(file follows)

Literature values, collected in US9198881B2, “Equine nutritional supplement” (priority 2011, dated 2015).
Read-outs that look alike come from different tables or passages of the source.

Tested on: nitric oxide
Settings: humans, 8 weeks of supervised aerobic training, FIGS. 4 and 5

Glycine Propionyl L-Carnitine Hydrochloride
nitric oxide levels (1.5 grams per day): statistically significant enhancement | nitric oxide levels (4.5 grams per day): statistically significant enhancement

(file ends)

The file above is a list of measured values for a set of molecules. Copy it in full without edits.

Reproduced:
Literature values, collected in US9198881B2, “Equine nutritional supplement” (priority 2011, dated 2015).
Read-outs that look alike come from different tables or passages of the source.

Tested on: nitric oxide
Settings: humans, 8 weeks of supervised aerobic training, FIGS. 4 and 5

Glycine Propionyl L-Carnitine Hydrochloride
nitric oxide levels (1.5 grams per day): statistically significant enhancement | nitric oxide levels (4.5 grams per day): statistically significant enhancement